“Real time video cannot be FaceTuned or photoshopped to smooth out a bump on the nose, crow’s feet or a sagging neck,” shares Dr. Carniol. “Unlike selfies and video editing apps like TikTok and Reels on Instagram, the video conferencing used for school, work and ZOOMing with family and friends does not allow for filtering capabilities, making it a particularly easy lens for self-scrutiny.”
While staring at yourself on screen all day became normalized in 2020, it follows that people asking for eyelid procedures to look less tired was highlighted as trending by 56 percent of surgeons.
The annual member survey also finds that many patients are still after that real-life filtered look, with 75 percent of surgeons detailing patients seeking cosmetic procedures to look better in selfies – up 33 percent overall since the AAFPRS first identified this trend in 2016.
The More Things Change, The More Things Stay The Same…
The most common procedures were similar to 2019, despite the disruption caused by COVID-19. The three most common surgical procedures performed by AAFPRS members in 2020 were rhinoplasty, facelifts (including partial Facelifts), and blepheroplasty (eye lifts).
Women continue to be the most likely patients for facial plastic surgery, with neurotoxins (72 percent), fillers (61 percent), and rhinoplasty (52 percent) topping the 2020 wish list. Hair transplantation is the only procedure for which men far surpass women. While most neurotoxin/BotoxⓇ treatments were for female patients, last year saw a 27 percent increase in AAFPRS members reporting these injectables as one of the top three treatments for male patients.
Otoplasty (surgical reshaping of the outer ear) has the most gender equality, with 55 percent of survey participants saying the procedure is gender balanced. Coincidentally, “We’ve been hearing from a lot of patients that ears are a feature that stand out to them on video conferencing calls,” shares Dr. Carniol.
The most common procedure among patients under 34 years old is rhinoplasty, which remains consistent from 2018 and 2019. As for celebrity influence, 83 percent of surgeons indicate that everyone from A-Listers to vloggers to reality stars have a moderate-to-high level of influence on patient requests for facial plastic surgery – about the same as 2019, which saw an increase of 21 percent compared to 2016.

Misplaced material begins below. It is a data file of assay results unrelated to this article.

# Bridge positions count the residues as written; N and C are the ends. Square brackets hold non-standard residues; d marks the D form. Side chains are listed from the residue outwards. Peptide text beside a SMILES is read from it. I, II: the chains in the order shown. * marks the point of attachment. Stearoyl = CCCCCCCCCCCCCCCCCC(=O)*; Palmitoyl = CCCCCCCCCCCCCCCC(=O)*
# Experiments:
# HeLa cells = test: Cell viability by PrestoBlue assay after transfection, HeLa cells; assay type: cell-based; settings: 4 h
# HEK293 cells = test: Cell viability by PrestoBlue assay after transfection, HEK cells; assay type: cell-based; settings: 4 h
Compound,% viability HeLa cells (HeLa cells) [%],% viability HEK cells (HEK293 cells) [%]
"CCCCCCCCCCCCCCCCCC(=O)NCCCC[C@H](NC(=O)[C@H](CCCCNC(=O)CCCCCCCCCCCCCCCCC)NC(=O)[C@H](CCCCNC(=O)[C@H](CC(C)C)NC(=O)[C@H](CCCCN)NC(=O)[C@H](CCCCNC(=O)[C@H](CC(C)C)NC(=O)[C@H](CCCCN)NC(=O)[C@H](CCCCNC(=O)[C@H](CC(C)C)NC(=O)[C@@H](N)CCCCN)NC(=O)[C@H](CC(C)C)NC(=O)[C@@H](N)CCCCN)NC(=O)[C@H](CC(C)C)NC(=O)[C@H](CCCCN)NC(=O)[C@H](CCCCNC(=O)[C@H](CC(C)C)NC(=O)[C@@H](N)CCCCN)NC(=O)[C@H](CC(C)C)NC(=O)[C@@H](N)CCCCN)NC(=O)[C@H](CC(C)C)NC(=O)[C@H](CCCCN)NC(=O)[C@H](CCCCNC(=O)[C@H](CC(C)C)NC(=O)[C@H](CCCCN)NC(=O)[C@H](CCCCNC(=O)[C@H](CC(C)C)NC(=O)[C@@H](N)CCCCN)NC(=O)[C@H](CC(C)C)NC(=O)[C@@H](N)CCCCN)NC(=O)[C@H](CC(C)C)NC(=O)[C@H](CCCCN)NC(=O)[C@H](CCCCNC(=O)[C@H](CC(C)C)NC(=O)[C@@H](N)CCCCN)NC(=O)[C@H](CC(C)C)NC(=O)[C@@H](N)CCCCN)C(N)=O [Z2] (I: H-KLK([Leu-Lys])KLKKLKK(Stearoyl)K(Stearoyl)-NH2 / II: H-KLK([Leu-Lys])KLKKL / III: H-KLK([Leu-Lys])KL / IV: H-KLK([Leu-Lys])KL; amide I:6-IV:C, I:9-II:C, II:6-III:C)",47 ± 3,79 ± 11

The Lasting Impact Of COVID-19 Concerns
2020 may have marked the full Millennial takeover of the aesthetic industry. Patients age 56 or older represent a lower percentage of patients overall in 2020, perhaps due to concerns about COVID-19, while demand in the under 30 age group remains strong, even during a pandemic. Holding steady for three years in a row, the pandemic solidified that self-care remains top of Millennials’ priority list.
Patients’ top concerns regarding going under the knife changed a lot in the last year, with cost topping the consideration chart for the first time. Other top concerns included looking unnatural and recovery time, which was unsurprisingly down from 2019 as people worked from home and socialized less.
Safety First – Now, More Than Ever
The AAFPRS advises patients to conduct their own research before scheduling a procedure. “Finding the right, most qualified, physician to perform any procedure should ALWAYS be a patient’s first priority,” says Steve Jurich, CEO and Executive Vice President of the AAFPRS. “Make sure the physician is qualified, experienced, and board-certified in the procedure that you are considering. If you are seeking a surgical procedure on the face, head, or neck, the AAFPRS always recommends that you select a surgeon who trained specifically in procedures of the face, head, and neck.”
Concerns about non-medical staff performing procedures poorly may be on the rise, with 42 percent of members citing this as a potential future trend. Research providers and the treatment information via trusted online sources (www.aafprs.org) before scheduling your consultations and having a facial plastic procedure.
The 2020 AAFPRS annual member survey was conducted in December 2020 by ACUPOLL Precision Research, Inc. through an online survey from a select group of the organization’s 2,200 members.